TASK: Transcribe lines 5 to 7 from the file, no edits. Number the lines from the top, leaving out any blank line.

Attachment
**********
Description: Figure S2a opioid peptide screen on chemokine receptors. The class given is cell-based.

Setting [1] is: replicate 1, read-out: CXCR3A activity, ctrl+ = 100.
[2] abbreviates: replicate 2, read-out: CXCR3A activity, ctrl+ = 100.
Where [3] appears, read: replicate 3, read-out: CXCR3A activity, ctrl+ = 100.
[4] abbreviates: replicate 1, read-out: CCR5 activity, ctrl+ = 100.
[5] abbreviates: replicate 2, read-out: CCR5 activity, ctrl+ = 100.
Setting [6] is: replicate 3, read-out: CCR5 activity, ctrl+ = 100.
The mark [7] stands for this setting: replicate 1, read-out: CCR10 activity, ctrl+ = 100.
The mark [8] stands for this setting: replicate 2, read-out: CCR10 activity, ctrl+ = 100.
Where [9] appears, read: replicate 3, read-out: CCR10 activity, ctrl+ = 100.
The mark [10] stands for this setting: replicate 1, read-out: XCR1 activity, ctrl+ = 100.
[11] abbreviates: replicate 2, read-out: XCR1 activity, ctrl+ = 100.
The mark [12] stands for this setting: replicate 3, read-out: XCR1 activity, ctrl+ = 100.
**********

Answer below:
[4] abbreviates: replicate 1, read-out: CCR5 activity, ctrl+ = 100.
[5] abbreviates: replicate 2, read-out: CCR5 activity, ctrl+ = 100.
Setting [6] is: replicate 3, read-out: CCR5 activity, ctrl+ = 100.